My astronomy project:
3: Test of focus system out in the field
Tonight there was little holes in the clouds so I could do some testing of the focus motor and the software that controls it.
Here how it looks on screen two that I have connected to my laptop. It shows the astro server that I remote control, that's the computer in the battery box connected to the telescope. It easily becomes a little messy with all the applications you need to have control over. My big screen I bought helps and it has 1980x1200 in resolution, the screens are cheap nowadays. Whatever monitor one buy it seem to never get big enough. One way you can do is too increase the resolution to a higher value than the screen has, then get pan around, I do not like it. In addition to this display, I have of course also the laptop screen.
All four programs are also connected through ASCOM interface. It allows drift align, dithering and auto-guidance in an intelligent way. That I will do in this test is to set the focus of the telescope to the main camera (DSLR).
Before I turn off the focuser and the astro server I always check that the focus is in the the bottom position, that is position 0.
Important before starting up is to check that the focus really is mechanically in bottom so calibration is not changed. As a starting point I set the focus to position 37,410 when I start up. I do so in the program APT and connect to the "USB Focus" by ASCOM. Because there are always some backlash in the focusing system it's good practice to focus only in one direction. Run out focus to 38010 and then change to focus inward in 10 steps each, this is my setup, yours will have other figures.
Centers the telescope on a rather dim star. Takes ISO800 exposures of 5 second (Canon EOS 5D and telescope f5.3) between each adjustment of focus. See below, apparently, quite a lot out of focus. The outdoor temperature is plus 1.9 degree, which can be read on the supplied thermometer to USB-Focus (at the top of the window). The camera temperature are about 3 degrees higher. It will take about one hour to stabilize when storing the telescope indoors.
Opens up the focus tool in APT. A small box that I center around the star I will use to focus on. Here you get information about the FWHM, Full-Width-Half-Max, measuring the star's width. The best FWHM value achieved stored and displayed on the right. Low value corresponds to a narrow star and well focused. Furthermore, you get a profile of the star, and a plotted a graph of the FWHM value for each exposure. Very handy, you can even add auto temperature compensation, so far I haven't come there yet in the field use. Although autofocus is available.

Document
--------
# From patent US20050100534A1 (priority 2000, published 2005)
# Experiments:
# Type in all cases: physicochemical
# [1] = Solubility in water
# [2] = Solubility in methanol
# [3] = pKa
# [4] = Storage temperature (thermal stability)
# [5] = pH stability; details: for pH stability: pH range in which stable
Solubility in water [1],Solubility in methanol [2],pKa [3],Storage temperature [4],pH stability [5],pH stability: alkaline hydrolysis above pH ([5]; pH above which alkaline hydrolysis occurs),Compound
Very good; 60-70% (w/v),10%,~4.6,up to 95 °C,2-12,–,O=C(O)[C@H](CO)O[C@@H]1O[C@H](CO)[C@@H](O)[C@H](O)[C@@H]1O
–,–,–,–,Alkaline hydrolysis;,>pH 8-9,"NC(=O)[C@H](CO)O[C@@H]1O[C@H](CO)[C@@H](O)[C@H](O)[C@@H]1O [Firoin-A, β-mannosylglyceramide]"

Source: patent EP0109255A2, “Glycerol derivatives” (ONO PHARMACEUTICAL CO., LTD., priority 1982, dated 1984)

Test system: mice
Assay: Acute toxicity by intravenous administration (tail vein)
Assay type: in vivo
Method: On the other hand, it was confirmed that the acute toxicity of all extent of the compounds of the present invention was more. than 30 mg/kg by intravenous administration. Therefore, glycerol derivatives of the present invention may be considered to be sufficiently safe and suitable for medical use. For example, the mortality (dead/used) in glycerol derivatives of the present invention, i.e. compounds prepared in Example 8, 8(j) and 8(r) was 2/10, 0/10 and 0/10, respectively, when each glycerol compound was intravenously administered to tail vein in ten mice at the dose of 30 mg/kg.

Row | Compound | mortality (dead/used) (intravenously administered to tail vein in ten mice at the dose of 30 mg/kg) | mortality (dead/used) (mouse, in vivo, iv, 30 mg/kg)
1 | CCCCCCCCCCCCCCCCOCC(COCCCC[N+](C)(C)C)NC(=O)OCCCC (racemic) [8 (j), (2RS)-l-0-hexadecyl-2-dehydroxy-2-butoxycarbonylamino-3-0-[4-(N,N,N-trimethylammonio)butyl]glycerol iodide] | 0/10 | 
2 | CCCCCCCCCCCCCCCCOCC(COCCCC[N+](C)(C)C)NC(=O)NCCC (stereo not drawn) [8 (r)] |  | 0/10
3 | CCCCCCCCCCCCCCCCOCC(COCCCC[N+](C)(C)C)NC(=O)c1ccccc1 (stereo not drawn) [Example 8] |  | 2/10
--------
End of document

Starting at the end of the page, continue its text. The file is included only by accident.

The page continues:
In the first photo ended up focusing on FWHM = 38.61 pixels.
How you measure FWHM, Full-Width-Half-Max, sorry, only in Swedish but the illustration shows how it works.
Here the focus has moved 300 steps inwards and the FWHM value improved to 17.90.
200 steps more to the inward direction and the FWHM value 12.45 is achieved.
400 steps more inward and value of 6:46 is achieved. Observe what happens to the profile of the star, when you get better focus, concentrated more and more light on the central pixels. In the end they go into saturation, it interferes with the FWHM measurement, then you must reduce the iso setting or exposure time. The maximum value of the peak-scale here is 255.
400 steps more inward and the value 3.73 is achieved. Further than this, I couldn't go because the clouds come in and distracting. FWHM measured in this program, in pixels, interpreted as the star halfway up in level is 3.73 pixels wide. Do you know the pixel scale, one can easily translate this to arc. seconds. My system is pretty under-sampled, 2.5arcsec / pixel, i.e. nearly FWHM 10 arc. seconds in this case, very bad, but I rarely come below 5 arc. seconds from my balcony. Pixel scale is a little rough to get better values. It must be solved in other ways.
I used the last time to set focus to the guide camera. It should normally only needed to do this once if you do not change anything on the mechanical or optical setup. The first thing is to get the little small rectangle you see in the CdC program above to conform to the guide camera field, the rectangle is set in the CdC setup> Display. Once it's done, it's very easy to find guide stars, this one has a magnitude of 8 and gives good signal strength. When it is greatly out of focus the star profile gives the form of the tube that connects the prism with a guide camera. It would really have needed to be wider, rather than 6x9mm, perhaps 9X13mm had been good, but then you have not a thin off-axis adapter which in many cases is required to fit in place. I also moved out prism as far as possible in order that it will not cause vignetting on the large full frame sensor. We can not avoid the current mechanical use of adapters and other, even the camera body puts Limitations. If you have too small image circle of your flat field corrector the image becomes weak and out of focus as well too weak for the guide camera.
I have a small note up on the laptop monitor when I working on this. Especially the USB com port number is usually changed and difficult to keep track of. Here are the data required. I also build up a table of how the focus changes with temperature that can be used the day I want to add temperature compensation to focus motor. When it gets colder it shrinking the tube length and the focus must be moved outwards in order to compensate for this. Though the few measurements I have done so far seems to be in the opposite direction, will probably be changed when temperature variation becomes larger. Here you can see how big the movement are to each step of the stepper motor. The 400 step I moved when I tested the above is approximately 0.75 mm, in reality focus unit is very sensitive and has high resolution.